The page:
ALI SHAHEED MUHAMMAD at the Mod Club Theatre (722 College), Friday (April 23). $18. 416-588-4663 Rating: NNNNN
I keep trying to convince myself that the wheels are in motion. Last year, Q-Tip, Phife and Ali Shaheed Muhammad, those pilgrims of minimal jazz-infused beats, rhymes and life, verified rumours of a reunion of their revered golden-era outfit, A Tribe Called Quest.
After five years in Tribe's wake spent enduring its members' respective so-so solo shots, the world was like, "Whew."
From Q-Tip's clubby image redux of 99's Amplified to Phife's underexposed Ventilation: Da LP and DJ/producer Ali Shaheed's watery neo-soul supergroup Lucy Pearl albums of 2000, it was clear that A Tribe divided against itself could not stand.
Last summer, the three hit the studio up for the first time in a half-decade and recorded the track ICU (Doin' It) with Erykah Badu, and, as Phife rightly told MTV, "The chemistry never dwindled."
Despite being pissed at Jive for releasing an unauthorized b-sides album last year, the group agreed that the sixth album would drop on Britney Spears's label in early 04.
Now, I don't know about y'all, but I've been living in a tent outside of HMV since late December waiting for that shit to drop. It still hasn't.
Fed up, I'm talking to Ali Shaheed Muhammad, member of The Ummah production team alongside Jay Dee and Q-Tip, the man who breathed life into your favourite Tribe beats.
"We got together to do another album, and the product of that was ICU (Doin' It)," he explains over the phone from his New Jersey studio. "But the business of that kinda left somewhat of a... I'll just say it didn't go down the way we expected it to go down.
"With that experience, and the fact that Kamal (Q-Tip) is finishing his next solo and I'm doing the same, it just seems like everyone is pretty much focused on things other than Tribe. We're not thinking about A Tribe Called Quest right now."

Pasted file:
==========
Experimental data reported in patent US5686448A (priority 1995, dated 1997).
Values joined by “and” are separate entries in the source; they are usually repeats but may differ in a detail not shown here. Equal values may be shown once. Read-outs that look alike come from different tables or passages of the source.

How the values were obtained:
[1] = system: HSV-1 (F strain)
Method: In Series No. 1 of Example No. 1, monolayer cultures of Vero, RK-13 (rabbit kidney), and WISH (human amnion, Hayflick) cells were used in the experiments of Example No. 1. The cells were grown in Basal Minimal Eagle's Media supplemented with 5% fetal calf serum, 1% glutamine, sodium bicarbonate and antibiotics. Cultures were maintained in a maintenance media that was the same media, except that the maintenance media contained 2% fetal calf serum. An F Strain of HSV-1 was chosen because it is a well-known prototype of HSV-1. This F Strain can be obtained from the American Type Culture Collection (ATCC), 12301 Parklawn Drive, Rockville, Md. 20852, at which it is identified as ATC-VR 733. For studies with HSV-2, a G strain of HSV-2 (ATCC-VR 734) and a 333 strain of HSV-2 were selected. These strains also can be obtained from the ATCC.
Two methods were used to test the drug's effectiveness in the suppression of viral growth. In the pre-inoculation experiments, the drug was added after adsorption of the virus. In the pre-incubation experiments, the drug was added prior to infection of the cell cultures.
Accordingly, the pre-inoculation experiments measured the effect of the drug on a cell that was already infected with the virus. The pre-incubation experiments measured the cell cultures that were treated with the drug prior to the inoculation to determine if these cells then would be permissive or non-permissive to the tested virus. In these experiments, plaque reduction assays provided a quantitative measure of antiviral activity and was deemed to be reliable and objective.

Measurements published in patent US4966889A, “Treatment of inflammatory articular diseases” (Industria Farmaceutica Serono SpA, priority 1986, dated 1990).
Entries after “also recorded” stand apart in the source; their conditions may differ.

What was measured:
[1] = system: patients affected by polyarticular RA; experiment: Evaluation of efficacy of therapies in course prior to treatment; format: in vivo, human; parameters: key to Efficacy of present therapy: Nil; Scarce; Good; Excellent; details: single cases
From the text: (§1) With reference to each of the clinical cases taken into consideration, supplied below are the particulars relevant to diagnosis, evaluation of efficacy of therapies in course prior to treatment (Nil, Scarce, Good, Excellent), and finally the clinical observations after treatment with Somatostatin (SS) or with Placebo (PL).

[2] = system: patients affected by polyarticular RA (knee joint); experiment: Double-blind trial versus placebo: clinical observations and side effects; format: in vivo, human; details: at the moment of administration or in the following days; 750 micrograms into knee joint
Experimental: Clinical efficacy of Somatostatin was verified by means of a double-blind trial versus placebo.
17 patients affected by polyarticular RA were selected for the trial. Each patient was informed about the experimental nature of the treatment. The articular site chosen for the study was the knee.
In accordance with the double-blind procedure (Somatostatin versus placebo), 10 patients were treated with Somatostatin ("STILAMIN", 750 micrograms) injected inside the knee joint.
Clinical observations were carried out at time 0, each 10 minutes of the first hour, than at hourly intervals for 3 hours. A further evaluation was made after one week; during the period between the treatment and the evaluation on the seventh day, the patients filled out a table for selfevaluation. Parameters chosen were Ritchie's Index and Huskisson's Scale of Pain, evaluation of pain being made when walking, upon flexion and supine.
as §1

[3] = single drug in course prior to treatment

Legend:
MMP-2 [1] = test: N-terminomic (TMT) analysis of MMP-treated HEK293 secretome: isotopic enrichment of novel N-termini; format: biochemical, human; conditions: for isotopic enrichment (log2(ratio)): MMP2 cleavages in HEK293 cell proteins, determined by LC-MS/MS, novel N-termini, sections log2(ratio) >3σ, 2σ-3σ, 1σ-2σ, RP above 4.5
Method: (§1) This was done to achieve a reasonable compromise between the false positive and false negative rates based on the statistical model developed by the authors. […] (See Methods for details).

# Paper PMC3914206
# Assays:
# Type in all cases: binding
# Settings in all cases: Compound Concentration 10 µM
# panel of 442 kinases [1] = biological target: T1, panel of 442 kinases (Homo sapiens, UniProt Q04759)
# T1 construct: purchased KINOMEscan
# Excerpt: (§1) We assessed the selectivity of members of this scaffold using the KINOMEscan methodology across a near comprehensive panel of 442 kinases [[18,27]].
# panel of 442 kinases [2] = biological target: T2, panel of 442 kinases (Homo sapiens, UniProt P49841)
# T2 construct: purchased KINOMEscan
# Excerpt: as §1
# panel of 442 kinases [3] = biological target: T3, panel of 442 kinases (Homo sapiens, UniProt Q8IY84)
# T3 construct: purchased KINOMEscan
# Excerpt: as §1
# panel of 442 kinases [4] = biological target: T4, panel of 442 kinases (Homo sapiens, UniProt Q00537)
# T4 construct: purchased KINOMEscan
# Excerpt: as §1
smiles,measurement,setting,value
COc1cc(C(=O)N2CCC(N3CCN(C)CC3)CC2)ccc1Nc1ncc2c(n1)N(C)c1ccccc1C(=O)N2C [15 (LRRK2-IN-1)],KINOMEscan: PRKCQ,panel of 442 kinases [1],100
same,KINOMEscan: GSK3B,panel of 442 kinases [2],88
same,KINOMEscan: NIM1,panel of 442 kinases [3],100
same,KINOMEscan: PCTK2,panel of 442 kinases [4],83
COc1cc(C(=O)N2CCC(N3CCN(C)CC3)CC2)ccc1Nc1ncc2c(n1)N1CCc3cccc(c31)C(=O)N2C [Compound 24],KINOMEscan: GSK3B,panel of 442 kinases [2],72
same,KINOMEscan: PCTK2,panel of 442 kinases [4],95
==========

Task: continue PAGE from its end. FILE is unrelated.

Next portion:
Shaheed is thinking about Shaheedullah And Stereotypes, a record featuring Chip-Fu of the Fu-Schnickens, Stokely of Mint Condition, and members of his family, which finds the producer doing something he's never done before.
"It's me stepping into a new light, coming from behind the turntables and behind the mix board and stepping forward, up to the microphone as a lyricist, MC, singer, whatever you want to call it," he says.
This, in confluence with a new breed of musicality, should break all the stereotypes Shaheed's name calls to mind.
"I'm known as this jazzy hiphop backpacker producer, but I'm more than that. I want this next journey of mine to really state that. Please don't stereotype anything that I do, because I'm a lover of music and I want to be able to do different things."
He's also doing something he's always done - carrying the torch of social consciousness that A Tribe Called Quest first lit some 14 years ago.
"I felt that it was important, in the midst of gettin' your thug on and gettin' your drink on, to balance out other realities of life," he says.
"Hustlin' and selling drugs is accepted to the point that we've made it an excuse of it being a necessity of life in the ghettos, and it's not. It's been glorified so much from so many different artists that youths get this misconception like, -I gotta do what I gotta do.' That's an excuse. It's like, is that all you can come up with?"